One of the many benefits that we accrue from covering 2,000 stocks is the ability to tap our research to value ETFs. Where others might use notoriously imprecise methods like top-down macro forecasting to gauge an ETF's fundamental attractiveness, we're able to go bottom-up, stock-by-stock.
To understand how, consider the largest ETF in the world, SPDRs Trust (SPY), which tracks the S&P 500 Index. We can roll up the fair value estimates that we've placed on more than 470 of the S&P's 500 constituent stocks (representing roughly 98% of the index) in order to derive a fair value estimate for the SPDR. Once we've estimated an ETF's fair value, we can compare it with the fund's price, just as we do in our stock research. The lower an ETF's market price relative to our fair value estimate, the more-attractive we'd consider it, and vice versa. (The SPDR was trading at a 7% discount to our fair value estimate as of Oct. 19, 2007, in case you were wondering.)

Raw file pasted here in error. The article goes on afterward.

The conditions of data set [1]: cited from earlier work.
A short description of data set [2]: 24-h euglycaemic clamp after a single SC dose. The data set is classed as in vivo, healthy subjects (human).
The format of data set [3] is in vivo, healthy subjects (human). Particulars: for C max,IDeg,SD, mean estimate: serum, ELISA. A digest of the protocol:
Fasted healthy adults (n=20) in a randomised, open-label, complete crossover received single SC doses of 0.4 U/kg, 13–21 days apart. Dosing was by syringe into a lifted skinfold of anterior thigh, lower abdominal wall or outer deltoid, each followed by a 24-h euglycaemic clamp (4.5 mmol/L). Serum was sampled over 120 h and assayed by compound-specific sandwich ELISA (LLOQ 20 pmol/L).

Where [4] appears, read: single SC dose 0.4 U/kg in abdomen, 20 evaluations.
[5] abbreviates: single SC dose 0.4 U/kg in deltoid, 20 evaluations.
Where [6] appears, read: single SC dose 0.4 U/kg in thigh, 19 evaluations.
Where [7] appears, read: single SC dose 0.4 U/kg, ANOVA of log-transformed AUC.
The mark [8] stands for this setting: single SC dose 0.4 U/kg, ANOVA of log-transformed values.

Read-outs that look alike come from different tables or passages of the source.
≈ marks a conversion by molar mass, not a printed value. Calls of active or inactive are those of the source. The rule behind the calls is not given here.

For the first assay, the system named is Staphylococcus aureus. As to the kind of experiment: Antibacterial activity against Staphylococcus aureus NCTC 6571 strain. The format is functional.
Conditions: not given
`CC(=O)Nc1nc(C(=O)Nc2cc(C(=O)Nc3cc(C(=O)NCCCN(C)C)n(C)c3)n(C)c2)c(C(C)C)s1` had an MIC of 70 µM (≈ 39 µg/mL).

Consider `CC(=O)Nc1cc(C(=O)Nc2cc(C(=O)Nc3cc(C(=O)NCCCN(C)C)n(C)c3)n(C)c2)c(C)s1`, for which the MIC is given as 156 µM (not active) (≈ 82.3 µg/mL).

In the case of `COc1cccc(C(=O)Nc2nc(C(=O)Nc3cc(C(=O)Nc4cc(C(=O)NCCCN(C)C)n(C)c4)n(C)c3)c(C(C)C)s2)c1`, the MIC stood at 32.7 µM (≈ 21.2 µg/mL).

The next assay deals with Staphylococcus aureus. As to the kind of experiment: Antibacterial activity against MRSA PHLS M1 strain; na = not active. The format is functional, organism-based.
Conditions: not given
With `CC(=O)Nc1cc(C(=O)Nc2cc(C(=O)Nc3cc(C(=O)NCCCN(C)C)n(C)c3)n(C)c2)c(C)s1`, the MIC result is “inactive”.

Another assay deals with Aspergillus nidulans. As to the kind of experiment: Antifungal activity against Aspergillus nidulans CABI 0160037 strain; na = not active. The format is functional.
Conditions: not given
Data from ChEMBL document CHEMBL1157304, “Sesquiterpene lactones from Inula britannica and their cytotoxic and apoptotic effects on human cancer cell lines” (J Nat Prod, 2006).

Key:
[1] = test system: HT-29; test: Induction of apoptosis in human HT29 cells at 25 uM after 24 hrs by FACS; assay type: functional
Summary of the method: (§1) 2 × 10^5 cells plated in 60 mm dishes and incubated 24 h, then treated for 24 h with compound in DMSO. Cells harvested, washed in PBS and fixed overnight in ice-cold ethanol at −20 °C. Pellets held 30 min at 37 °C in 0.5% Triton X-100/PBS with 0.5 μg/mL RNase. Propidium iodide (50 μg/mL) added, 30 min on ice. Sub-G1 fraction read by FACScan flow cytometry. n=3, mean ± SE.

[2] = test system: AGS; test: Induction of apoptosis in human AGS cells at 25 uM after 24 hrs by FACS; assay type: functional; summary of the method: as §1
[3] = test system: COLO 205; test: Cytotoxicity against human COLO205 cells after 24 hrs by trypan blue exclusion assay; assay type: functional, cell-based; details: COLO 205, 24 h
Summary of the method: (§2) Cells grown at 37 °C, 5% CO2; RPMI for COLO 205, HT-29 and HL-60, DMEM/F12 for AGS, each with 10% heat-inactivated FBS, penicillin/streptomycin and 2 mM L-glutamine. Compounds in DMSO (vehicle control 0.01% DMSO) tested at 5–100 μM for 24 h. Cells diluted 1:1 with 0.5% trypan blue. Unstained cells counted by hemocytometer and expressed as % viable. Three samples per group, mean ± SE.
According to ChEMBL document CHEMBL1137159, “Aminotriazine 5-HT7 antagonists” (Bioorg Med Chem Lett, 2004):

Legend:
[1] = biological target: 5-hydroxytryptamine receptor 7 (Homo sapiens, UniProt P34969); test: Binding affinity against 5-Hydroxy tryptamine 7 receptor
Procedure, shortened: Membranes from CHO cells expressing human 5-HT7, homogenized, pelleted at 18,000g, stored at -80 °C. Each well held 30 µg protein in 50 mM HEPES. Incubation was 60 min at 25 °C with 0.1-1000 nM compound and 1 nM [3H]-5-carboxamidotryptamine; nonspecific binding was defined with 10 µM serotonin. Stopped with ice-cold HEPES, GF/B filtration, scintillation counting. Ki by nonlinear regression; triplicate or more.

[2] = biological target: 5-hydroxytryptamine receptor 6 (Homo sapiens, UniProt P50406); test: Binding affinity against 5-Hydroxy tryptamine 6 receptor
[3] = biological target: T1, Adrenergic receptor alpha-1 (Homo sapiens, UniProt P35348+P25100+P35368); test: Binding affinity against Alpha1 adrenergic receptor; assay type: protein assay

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Jeffrey Ptak does not own shares in any of the securities mentioned above. Find out about Morningstar’s editorial policies.